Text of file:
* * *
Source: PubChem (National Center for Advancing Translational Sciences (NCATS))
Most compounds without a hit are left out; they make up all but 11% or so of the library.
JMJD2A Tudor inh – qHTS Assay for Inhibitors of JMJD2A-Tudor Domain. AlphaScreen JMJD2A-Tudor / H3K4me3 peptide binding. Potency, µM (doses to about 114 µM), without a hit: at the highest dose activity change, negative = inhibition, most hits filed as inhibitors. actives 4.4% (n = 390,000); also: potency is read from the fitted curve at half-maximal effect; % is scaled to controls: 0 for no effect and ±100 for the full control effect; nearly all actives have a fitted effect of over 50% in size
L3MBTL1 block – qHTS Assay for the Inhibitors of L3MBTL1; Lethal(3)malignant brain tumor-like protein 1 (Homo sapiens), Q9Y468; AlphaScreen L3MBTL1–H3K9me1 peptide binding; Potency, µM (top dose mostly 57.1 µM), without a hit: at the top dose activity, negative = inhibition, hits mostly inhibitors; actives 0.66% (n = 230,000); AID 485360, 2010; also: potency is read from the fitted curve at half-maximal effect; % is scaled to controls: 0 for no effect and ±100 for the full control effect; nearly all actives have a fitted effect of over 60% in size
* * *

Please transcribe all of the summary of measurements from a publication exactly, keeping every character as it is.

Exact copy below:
Source: PubChem (National Center for Advancing Translational Sciences (NCATS))
Most compounds without a hit are left out; they make up all but 11% or so of the library.
JMJD2A Tudor inh – qHTS Assay for Inhibitors of JMJD2A-Tudor Domain. AlphaScreen JMJD2A-Tudor / H3K4me3 peptide binding. Potency, µM (doses to about 114 µM), without a hit: at the highest dose activity change, negative = inhibition, most hits filed as inhibitors. actives 4.4% (n = 390,000); also: potency is read from the fitted curve at half-maximal effect; % is scaled to controls: 0 for no effect and ±100 for the full control effect; nearly all actives have a fitted effect of over 50% in size
L3MBTL1 block – qHTS Assay for the Inhibitors of L3MBTL1; Lethal(3)malignant brain tumor-like protein 1 (Homo sapiens), Q9Y468; AlphaScreen L3MBTL1–H3K9me1 peptide binding; Potency, µM (top dose mostly 57.1 µM), without a hit: at the top dose activity, negative = inhibition, hits mostly inhibitors; actives 0.66% (n = 230,000); AID 485360, 2010; also: potency is read from the fitted curve at half-maximal effect; % is scaled to controls: 0 for no effect and ±100 for the full control effect; nearly all actives have a fitted effect of over 60% in size